We spent time with our youngest son Dakota today. It was beautiful and fun and so very, very hard. He moved back to Missoula moments before we left and now we are the ones fleeing the Big Sky. As we were saying goodbye this afternoon I immediately felt my heart drop into my stomach. I studied his face trying to memorize every line. As I looked up at him I saw a four-year-old learning to swim, a six-year-old learning to ride a bike, a twelve-year-old playing the trumpet, a fourteen-year-old breaking his arm, a sixteen-year-old getting a driver’s license, and an eighteen-year-old leaving home. I could not quite get a real strong focus on the twenty-five-year-old right in front of me.
I have a terrible fear each time I say goodbye directly to one of my boys’ faces that it is the last time. So far that has not been true, and for that I am very grateful. One day it will be, and I sincerely hope that there are many, many more opportunities to cry over departures before that day comes. As we were leaving I told Dakota (as I have told Hayden many times before) “You have to stay in touch.” I tell them both that I know they have three minutes everyday when they are not doing anything else and they can text me . . . the moments while they are in the bathroom. I regularly get text messages from Hayden that just say “pooping.”
Great. I know he’s okay and regular – colon cancer can be hereditary so this is an excellent check in. I ask them to respond when I text, just a single letter, any one letter, simply let me know they got my message and are alive. As Cody and I said goodbye to our baby and ran out one last time to the storage unit, I got a text message. It was from Dakota. It read “a single letter.” I smiled through the tears, well done Stinkerbell. I wanted to respond with a poo emoji but I sent an octopus instead.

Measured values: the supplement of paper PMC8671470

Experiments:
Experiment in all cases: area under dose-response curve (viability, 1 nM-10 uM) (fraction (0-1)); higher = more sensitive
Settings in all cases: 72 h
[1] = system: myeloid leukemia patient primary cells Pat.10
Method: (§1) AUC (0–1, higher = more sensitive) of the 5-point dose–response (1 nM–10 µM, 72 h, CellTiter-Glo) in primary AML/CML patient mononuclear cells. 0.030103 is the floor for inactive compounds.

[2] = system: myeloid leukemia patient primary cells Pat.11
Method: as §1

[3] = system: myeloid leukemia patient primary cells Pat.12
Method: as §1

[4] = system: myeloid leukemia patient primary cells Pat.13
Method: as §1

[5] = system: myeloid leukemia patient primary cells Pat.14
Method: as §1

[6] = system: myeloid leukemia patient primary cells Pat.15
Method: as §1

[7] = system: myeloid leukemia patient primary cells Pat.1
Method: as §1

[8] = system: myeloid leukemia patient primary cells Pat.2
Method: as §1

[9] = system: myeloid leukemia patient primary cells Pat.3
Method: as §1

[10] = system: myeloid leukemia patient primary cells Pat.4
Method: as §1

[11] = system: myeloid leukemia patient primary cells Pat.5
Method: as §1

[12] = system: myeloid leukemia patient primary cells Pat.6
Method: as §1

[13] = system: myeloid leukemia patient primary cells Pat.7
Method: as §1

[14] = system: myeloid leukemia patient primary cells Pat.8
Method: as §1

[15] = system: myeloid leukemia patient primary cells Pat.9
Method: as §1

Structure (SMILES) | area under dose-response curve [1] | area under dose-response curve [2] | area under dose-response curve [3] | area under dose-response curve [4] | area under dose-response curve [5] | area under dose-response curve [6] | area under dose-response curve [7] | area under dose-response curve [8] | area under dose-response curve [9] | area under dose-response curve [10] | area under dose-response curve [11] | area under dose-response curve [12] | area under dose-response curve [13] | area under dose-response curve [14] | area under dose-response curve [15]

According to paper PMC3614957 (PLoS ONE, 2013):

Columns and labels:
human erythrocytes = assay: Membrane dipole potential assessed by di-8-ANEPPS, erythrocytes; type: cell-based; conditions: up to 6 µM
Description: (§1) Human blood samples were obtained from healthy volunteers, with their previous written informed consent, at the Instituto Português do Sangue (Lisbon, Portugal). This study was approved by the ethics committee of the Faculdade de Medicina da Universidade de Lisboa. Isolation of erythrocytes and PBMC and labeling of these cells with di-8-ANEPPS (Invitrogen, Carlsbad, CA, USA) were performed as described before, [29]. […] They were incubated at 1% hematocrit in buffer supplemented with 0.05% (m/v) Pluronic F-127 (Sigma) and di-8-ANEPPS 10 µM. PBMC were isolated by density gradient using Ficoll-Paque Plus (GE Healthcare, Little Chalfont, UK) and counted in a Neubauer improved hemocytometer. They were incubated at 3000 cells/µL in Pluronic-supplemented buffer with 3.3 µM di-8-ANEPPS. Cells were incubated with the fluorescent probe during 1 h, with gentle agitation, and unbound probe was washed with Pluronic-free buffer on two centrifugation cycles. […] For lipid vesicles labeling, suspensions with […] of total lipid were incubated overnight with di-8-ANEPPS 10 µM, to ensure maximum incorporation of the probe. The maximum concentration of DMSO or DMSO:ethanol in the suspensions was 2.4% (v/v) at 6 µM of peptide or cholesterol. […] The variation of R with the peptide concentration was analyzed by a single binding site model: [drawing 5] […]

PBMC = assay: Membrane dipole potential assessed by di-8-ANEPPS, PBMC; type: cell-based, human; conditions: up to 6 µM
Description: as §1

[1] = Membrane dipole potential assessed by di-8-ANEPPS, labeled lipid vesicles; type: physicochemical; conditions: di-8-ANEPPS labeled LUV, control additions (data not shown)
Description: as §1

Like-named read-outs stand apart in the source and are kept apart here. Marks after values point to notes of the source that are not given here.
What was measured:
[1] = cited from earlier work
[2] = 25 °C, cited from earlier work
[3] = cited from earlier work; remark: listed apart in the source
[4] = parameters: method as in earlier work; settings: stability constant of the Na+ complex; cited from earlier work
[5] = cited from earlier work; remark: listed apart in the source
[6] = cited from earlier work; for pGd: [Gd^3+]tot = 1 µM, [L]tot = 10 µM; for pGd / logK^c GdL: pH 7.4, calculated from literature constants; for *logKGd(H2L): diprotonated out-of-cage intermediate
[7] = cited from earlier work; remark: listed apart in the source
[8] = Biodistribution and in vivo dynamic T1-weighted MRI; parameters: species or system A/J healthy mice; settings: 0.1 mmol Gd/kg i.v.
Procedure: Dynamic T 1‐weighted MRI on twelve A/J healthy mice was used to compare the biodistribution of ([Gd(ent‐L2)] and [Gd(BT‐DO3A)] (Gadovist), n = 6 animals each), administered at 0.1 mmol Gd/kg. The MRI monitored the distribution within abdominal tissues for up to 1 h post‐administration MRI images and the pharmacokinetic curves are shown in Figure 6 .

The internet will not be up in our new place until the middle of next week and I am sure there will be plenty to talk about at that time. I hope there are fewer tears but you never really can tell, can you? The Montana poet Jim Harrison has written a brilliant poem called The Bear. In the poem, a man’s freezer breakdown melting the contents, several pounds of squid. A bear comes along and eats the found treasure and the poet supposes what the bear’s dreams must be like now that he has tasted the foreign ocean.
As we embark on the final leg of our travels, and the first steps of our grandest adventure I think that Cody and I are like that bear. We have tasted the sea but can only imagine what wonders are in store for us when we finally rest at its shore.
We’ll write when we can. Thanks again for staying with us.
The Bear by Jim Harrison
When my propane ran out
when I was gone and the food
thawed in the freezer I grieved
over the five pounds of melted squid,
but then a big gaunt bear arrived
and feasted on the garbage, a few tentacles
left in the grass, purplish white worms.
O bear, now that you’ve tasted the ocean
I hope your dreamlife contains the whales
I’ve seen, that one in the Humboldt current
basking on the surface who seemed to watch
the seabirds wheeling around her head.